FDA Panel Rejects OTC Cholesterol Drug
Experts Recommend That Mevacor Remain a Prescription Drug
WebMD News Archive
Dec. 13, 2007 -- Expert advisors urged the FDA to reject a drug company's
bid to sell a cholesterol-lowering drug without a doctor's
This was a major setback in Merck & Co's years-long effort to sell
Mevacor over the counter.
The company maintains that Mevacor is safe and that the potential for
consumers to take lipid-lowering medication on their own could
greatly reduce rates of heart attacks and strokes.
The FDA ruled against a similar request in 2005, stating that the company
had not demonstrated that average consumers can safely and effectively use the
The 2005 ruling caused the company to design new product labels and conduct
new studies looking at consumers' ability to fully understand those labels. But
old questions returned Thursday, as experts worried that consumers may not use
the drugs correctly without the advice of a doctor.
The panel voted 10-2 that Merck should not be allowed to sell Mevacor over
the counter. There was one abstention.
"We're not in a position that people can make that safe, informed
decision," said Mary E. Tinetti, MD, a professor of medicine at Yale
University and the panel's chairwoman.
Mevacor's Track Record
Lovastatin, the active
ingredient in Mevacor, has been on sale in the U.S. for 20 years. It is one of
the class of prescription drugs called
statins, which work by lowering both total cholesterol and low-density
lipoprotein (LDL), the so-called "bad" cholesterol.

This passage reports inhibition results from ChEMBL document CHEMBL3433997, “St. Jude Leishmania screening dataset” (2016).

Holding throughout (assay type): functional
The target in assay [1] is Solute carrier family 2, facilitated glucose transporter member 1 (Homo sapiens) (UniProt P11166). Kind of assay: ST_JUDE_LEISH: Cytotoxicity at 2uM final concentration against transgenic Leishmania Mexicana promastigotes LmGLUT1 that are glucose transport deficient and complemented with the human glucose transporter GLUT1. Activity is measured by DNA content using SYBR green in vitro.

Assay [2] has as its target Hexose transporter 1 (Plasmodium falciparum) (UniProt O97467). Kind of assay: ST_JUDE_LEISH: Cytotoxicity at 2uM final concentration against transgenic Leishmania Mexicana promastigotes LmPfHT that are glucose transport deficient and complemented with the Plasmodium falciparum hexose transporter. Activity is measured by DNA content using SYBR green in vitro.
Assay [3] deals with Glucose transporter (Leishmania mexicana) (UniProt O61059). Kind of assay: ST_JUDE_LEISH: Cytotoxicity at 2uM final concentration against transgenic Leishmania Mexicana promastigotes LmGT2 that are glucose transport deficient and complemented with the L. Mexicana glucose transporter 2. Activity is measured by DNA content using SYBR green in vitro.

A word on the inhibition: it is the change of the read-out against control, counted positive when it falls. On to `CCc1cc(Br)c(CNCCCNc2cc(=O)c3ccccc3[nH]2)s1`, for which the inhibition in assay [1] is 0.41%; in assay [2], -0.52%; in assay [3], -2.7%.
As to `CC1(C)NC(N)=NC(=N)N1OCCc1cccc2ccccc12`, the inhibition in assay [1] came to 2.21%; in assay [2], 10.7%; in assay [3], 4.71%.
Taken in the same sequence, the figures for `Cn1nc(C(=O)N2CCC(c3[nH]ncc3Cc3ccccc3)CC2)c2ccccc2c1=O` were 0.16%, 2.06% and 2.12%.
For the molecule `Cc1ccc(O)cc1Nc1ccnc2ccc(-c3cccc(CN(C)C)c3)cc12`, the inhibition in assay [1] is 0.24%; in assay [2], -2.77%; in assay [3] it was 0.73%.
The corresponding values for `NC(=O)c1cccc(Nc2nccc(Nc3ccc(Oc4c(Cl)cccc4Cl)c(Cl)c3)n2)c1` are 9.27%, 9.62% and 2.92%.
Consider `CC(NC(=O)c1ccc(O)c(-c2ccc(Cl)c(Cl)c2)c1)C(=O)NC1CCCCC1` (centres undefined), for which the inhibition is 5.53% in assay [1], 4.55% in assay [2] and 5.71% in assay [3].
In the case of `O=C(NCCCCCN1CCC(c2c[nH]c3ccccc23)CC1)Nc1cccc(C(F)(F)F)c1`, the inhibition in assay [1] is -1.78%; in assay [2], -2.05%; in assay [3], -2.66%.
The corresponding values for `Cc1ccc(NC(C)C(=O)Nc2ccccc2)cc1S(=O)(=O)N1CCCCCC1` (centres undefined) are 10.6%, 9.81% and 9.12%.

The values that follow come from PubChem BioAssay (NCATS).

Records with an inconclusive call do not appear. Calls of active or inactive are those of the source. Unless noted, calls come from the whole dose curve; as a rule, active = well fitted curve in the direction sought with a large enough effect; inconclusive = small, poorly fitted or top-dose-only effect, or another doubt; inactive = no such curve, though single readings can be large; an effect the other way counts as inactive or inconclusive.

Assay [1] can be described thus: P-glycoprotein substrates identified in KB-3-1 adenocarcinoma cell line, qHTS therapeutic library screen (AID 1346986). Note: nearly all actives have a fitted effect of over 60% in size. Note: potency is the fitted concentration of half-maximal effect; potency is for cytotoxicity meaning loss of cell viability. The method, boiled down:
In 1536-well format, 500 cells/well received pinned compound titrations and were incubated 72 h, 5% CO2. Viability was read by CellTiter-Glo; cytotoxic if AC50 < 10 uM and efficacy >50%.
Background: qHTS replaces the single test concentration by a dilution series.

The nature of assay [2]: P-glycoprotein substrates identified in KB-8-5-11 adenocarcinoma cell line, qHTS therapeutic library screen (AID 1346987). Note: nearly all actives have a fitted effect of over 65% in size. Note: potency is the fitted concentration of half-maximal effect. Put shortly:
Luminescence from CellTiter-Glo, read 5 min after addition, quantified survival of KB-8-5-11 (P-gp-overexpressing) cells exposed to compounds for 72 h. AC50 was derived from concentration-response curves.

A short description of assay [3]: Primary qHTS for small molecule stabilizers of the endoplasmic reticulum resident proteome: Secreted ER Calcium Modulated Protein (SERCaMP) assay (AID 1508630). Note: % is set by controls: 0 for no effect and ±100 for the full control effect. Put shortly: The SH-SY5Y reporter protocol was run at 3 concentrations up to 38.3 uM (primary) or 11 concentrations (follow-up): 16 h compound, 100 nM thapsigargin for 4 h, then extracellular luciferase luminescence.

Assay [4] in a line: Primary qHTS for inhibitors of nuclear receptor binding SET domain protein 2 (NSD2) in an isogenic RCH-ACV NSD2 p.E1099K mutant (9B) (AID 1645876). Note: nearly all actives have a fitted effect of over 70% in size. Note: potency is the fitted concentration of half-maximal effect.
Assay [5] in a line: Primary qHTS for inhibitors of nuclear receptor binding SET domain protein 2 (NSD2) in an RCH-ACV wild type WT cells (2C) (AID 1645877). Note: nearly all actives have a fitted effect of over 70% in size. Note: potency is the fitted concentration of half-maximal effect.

Heart disease is the No. 1 cause
of death in the United States, killing more than 650,000 people per year. More
than 25 million Americans have undiagnosed heart disease, according to the
Millions of patients take statins because they are proven to help lower the
risk of cardiovascular events like heart attacks and strokes in patients at
risk for coronary heart disease.
But Merck was hoping to use nonprescription status to reach a different
group of people: those at moderate risk of heart disease because they have
"Being over-the-counter provides overall better access and
awareness," said Jerry Hansen, Merck's executive director of consumer
A large product label proposed by the company advises prospective buyers on
diet and exercise and warns them about potential side effects. It also tells
consumers they should go to their doctors at least once a year to get their
About 70% of laypeople in a Merck study were able to correctly decide if the
drug was right for them using the drug label. But 30% said they would purchase
the drug even though they did not meet criteria for using Mevacor. Common
reasons were because they were at lower risk for heart disease than they
thought, or that they were already taking a statin drug.